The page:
Until recently, however, doctors and nutritionists treated all pregnant women the same. But research shows that women creating twins need a different nutritional approach and pattern of weight gain to better take care of themselves and to deliver healthy babies close to term.
Barbara Luke, ScD, M.P.H., R.D., has revolutionized the way doctors around the globe treat pregnant women of multiples. Her research, outlined in her best- selling book When You're Expecting Twins, Triplets, or Quads: Proven Guidelines for a Healthy Multiple Pregnancy, is now the standard that many obstetricians follow.
The current professor of nursing at the University of Miami has made many discoveries in her thirty years in the field (www.drbarbaraluke.com). For instance, Luke has shown that elevated sugar levels increases a woman’s chances of contracting infections–something women expecting multiples can’t risk.
“Typically at twenty eight weeks (of pregnancy), doctors will test blood sugar levels to see if they are too high. Women pregnant with multiples have a higher risk of getting gestational diabetes and by the twenty eighth week, the doctor’s test confirms (they have) this and then the doctor puts them on a diet. That’s a too-little too-late approach,” says Luke.
Therefore, she recommends a diabetic diet. While good diet is critical, Luke advises women to take additional supplements to address specific issues that women expecting twins typically have.
“I recommend taking extra calcium, magnesium and zinc. Calcium helps with blood pressure (lowering a preeclampsia risk) and bones. Magnesium helps prevent premature labor (by minimizing uterine contractions) and it reduces the risk of cerebral palsy because it protects the developing nervous system. Zinc is vital for the development of the baby's nervous system. Plus, it reduces the risk of infection as well,” explains Luke.
Supplements and diet are critical during pregnancy, but just as important for women expecting twins, is a specific pattern of weight gain. Luke analyzed over 2,324 pregnancies resulting in 4,684 infants in a study published in 2003 in the Journal of Reproductive Medicine. Her findings conclude that women who delivered twins of good weight at between thirty six and thirty eight weeks gestation followed a specific weight-gain pattern. Therefore, she advises women of normal weight to gain between 1 and 1.5 pounds a week until the twentieth week of pregnancy and between 1.25 and 1.75 pounds a week from the twentieth week until the twenty eighth week. She also advises to slow back down to gaining 1.25 pounds a week in the final stretch, after the twenty ninth week. This allows for a total weight gain of between forty and fifty four pounds. Women who are underweight or overweight before conception have different goals that Luke outlines in her book.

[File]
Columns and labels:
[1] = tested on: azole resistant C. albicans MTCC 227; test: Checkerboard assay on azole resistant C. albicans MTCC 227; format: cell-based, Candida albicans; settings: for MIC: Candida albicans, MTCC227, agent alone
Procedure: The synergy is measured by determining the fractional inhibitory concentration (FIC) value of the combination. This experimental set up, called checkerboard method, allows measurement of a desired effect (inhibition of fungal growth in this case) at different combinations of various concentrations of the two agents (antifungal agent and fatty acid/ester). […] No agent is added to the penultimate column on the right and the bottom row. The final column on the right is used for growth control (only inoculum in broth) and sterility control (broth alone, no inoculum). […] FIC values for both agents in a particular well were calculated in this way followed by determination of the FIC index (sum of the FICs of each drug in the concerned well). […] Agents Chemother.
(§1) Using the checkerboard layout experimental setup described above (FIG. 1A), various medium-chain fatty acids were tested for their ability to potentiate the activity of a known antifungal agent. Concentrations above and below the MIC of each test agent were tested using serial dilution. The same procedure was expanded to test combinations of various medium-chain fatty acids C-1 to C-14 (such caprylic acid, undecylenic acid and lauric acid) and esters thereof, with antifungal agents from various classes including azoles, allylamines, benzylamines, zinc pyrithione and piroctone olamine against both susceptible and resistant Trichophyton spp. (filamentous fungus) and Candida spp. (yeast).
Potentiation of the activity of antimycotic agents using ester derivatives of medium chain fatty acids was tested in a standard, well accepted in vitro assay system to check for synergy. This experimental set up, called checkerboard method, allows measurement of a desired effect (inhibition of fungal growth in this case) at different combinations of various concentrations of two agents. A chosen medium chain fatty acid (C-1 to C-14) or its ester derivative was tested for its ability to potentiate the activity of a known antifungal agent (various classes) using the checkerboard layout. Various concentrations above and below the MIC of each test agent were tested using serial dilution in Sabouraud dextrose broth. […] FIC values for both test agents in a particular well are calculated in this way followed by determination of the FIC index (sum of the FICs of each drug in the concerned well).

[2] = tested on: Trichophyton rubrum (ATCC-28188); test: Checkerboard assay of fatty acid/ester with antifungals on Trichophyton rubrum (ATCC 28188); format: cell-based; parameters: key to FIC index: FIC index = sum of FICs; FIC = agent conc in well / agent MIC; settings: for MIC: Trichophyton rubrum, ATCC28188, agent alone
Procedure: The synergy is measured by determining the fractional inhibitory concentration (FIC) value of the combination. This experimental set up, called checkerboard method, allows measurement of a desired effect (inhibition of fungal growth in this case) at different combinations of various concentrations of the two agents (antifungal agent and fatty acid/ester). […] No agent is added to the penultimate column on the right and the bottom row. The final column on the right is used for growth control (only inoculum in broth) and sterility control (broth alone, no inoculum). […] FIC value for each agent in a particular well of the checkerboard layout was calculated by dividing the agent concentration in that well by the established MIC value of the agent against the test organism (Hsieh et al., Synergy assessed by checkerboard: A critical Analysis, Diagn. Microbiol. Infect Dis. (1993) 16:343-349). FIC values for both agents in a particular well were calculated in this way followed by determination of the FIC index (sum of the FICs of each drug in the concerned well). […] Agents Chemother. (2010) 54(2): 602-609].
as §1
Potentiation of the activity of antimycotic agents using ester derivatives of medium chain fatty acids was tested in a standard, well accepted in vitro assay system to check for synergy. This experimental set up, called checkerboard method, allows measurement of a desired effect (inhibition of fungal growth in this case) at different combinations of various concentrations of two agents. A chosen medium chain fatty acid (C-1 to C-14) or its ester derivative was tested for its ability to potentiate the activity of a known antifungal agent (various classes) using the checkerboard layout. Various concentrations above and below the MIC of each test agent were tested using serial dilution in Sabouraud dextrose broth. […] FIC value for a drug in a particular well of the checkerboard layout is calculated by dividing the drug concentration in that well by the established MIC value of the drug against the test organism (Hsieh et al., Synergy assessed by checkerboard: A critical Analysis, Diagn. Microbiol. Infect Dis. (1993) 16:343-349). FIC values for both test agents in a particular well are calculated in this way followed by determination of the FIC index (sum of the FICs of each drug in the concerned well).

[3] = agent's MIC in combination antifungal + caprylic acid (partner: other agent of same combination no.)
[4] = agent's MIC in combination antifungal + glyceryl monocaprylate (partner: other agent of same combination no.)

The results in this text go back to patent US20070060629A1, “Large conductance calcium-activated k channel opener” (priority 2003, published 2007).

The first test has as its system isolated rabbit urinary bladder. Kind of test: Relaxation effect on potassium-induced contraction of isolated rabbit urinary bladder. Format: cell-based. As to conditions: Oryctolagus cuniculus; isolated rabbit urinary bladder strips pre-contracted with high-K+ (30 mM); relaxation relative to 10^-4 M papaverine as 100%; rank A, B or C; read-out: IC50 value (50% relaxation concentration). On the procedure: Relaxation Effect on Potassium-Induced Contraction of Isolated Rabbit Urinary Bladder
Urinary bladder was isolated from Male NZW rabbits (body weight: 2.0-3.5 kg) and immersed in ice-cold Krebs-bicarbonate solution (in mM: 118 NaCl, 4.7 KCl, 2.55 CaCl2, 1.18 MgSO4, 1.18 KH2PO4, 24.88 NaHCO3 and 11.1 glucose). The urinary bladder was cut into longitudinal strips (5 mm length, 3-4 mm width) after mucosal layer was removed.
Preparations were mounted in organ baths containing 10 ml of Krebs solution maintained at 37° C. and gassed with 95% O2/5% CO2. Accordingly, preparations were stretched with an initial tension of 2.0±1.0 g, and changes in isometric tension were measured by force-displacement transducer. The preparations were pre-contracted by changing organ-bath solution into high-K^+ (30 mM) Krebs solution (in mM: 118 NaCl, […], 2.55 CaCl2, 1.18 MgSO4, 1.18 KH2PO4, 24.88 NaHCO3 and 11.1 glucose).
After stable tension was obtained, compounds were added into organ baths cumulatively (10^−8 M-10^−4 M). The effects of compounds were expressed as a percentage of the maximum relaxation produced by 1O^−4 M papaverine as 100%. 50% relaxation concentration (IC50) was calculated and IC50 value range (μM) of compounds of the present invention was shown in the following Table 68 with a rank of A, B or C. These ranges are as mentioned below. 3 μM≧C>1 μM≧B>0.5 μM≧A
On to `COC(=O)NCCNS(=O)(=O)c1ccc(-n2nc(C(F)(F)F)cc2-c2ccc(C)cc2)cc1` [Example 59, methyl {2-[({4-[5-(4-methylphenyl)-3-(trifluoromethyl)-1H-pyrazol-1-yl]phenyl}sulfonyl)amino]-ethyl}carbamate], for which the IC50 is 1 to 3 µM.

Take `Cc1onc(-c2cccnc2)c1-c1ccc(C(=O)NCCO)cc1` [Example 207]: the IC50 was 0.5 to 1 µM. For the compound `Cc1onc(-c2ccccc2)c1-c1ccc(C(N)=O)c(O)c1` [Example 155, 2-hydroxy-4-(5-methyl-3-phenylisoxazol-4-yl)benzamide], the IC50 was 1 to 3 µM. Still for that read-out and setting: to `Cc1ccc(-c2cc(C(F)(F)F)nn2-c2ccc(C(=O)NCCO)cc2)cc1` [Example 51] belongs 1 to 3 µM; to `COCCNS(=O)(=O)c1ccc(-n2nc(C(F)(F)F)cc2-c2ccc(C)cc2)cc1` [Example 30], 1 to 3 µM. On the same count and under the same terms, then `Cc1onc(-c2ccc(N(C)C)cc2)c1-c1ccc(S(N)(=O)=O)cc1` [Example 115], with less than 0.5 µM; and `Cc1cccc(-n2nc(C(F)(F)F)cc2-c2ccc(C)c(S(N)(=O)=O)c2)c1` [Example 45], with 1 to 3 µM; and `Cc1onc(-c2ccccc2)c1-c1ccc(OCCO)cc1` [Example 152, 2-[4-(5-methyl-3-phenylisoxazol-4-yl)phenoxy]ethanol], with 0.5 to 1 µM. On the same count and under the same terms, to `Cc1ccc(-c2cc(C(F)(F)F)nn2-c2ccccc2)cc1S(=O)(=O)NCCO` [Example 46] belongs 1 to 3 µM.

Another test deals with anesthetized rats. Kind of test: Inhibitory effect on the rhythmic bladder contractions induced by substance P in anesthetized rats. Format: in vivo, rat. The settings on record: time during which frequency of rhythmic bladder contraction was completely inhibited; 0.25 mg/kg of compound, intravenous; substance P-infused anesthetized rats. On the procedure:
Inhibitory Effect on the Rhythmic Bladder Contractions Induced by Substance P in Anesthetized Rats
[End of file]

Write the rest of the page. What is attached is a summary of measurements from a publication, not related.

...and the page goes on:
“We’ve seen wonderful results with this pattern of weight gain allowing women to deliver at term and at six pounds. Moms with the biggest babies had big weight gain early on,” she explains.
And, as any pregnant woman is excruciatingly aware, you only get one chance to grow healthy babies. See your physician as soon as possible to discuss nutrition, supplements, and weight gain if you are pregnant with twins or suspect that you are. For instance, if you are having fertility treatments, the likelihood of having multiples is much higher, says Luke. So when you become pregnant, you may want to assume you are having twins and follow a diabetic diet from the beginning.
Interesting Twin Facts: While twins account for only about 3 percent of all live births in the United States, they are disproportionately represented among the premature, low-birth-weight and growth-retarded infant populations. As compared to “singletons”: -Twins are five times more likely to be born premature. -Twins are ten times more likely to have low birth weight. -Twins are seven times more likely to die before their first birthday. For more information: “Body Mass Index-Specific Weight Gains Associated with Optimal Birth Weights in Twin Pregnancies,” The Journal of Reproductive Medicine, Volume 48, No. 4/April 2003 Barbara Luke, S.D., M.P.H., R.D. Mary L. Hediger, Ph.D., Clark Nugent, M.D., Roger B. Newman, M.D., Jill G. Mauldin, M.D., Frank R. Witter, M.D., and Mary Jo O’Sullivan, M.D.